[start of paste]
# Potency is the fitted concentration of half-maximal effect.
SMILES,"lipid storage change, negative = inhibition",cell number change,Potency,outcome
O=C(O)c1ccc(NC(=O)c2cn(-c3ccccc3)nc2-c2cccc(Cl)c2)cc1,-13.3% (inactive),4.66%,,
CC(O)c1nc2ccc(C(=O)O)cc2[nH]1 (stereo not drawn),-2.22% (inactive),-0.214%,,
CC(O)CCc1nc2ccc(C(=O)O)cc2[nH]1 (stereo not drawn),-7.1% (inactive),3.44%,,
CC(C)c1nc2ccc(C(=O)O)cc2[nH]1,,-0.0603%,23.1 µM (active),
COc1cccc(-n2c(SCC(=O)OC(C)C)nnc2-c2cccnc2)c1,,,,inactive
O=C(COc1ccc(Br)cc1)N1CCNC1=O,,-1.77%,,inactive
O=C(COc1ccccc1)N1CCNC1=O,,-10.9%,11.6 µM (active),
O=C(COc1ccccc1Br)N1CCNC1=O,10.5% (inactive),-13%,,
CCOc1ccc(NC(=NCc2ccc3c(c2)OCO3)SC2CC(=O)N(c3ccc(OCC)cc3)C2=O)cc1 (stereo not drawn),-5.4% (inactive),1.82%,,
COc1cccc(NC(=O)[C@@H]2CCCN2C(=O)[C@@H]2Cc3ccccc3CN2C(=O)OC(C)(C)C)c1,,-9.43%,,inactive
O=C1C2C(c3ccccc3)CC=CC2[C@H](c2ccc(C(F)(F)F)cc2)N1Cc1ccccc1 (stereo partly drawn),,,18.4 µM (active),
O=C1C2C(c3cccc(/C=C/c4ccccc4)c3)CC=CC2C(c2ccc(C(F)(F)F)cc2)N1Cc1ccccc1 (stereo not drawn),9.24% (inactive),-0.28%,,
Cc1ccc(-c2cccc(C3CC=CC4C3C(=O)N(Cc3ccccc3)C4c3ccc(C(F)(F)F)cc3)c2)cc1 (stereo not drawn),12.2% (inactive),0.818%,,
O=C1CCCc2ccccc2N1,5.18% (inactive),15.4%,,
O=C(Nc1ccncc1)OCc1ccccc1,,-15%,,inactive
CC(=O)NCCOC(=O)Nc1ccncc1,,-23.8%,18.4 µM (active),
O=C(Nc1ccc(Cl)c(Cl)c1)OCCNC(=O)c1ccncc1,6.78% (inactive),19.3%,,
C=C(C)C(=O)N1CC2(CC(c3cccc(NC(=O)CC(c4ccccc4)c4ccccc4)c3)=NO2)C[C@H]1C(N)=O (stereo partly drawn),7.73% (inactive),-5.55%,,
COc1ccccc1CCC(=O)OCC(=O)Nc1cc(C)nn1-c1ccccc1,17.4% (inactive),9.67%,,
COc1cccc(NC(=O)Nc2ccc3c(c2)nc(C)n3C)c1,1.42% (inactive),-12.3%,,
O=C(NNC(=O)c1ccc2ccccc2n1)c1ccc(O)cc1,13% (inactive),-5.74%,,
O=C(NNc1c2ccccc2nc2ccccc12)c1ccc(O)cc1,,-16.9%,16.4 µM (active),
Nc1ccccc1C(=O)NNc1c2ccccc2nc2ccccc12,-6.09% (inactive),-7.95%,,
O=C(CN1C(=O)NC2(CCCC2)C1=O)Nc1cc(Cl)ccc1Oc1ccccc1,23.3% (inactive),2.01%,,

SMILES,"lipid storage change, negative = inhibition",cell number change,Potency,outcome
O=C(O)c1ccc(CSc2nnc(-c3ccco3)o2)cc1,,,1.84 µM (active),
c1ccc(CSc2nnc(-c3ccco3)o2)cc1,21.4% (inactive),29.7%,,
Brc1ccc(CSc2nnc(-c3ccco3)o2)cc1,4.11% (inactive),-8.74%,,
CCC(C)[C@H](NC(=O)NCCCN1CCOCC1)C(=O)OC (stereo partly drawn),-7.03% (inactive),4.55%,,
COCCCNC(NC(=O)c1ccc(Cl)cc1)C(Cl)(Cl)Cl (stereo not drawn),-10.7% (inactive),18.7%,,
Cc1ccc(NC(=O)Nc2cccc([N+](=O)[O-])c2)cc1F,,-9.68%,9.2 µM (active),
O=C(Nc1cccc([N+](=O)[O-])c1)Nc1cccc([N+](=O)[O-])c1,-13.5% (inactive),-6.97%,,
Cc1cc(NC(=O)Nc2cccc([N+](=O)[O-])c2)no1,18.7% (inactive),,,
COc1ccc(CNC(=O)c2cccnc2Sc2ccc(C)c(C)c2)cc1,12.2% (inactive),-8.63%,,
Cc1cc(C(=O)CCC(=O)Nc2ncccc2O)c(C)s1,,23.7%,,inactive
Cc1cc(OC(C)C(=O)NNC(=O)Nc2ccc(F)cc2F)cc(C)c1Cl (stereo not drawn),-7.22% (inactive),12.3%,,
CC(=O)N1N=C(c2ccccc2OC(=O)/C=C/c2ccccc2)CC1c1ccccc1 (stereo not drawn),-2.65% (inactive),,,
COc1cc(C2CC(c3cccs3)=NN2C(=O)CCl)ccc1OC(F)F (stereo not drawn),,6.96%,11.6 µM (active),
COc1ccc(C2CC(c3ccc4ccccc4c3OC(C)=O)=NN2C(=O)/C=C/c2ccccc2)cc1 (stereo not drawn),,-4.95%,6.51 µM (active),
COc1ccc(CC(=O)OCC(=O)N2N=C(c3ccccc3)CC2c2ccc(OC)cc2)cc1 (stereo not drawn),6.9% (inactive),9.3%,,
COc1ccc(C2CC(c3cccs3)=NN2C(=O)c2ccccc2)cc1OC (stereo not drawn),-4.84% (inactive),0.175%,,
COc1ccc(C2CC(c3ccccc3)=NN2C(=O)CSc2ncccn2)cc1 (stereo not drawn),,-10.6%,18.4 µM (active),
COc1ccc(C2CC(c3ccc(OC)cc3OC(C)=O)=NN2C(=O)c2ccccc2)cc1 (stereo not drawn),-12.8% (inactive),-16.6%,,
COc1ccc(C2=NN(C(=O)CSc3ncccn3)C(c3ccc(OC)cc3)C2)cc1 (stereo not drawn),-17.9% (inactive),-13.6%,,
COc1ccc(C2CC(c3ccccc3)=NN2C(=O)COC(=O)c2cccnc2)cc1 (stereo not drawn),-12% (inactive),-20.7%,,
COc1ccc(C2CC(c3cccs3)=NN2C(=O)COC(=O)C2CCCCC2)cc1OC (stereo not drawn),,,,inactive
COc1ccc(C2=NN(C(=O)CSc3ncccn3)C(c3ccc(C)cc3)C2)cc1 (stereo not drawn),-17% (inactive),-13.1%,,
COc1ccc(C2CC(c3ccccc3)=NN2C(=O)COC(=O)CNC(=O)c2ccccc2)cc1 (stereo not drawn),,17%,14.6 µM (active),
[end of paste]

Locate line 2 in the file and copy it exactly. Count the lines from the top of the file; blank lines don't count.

SMILES,"lipid storage change, negative = inhibition",cell number change,Potency,outcome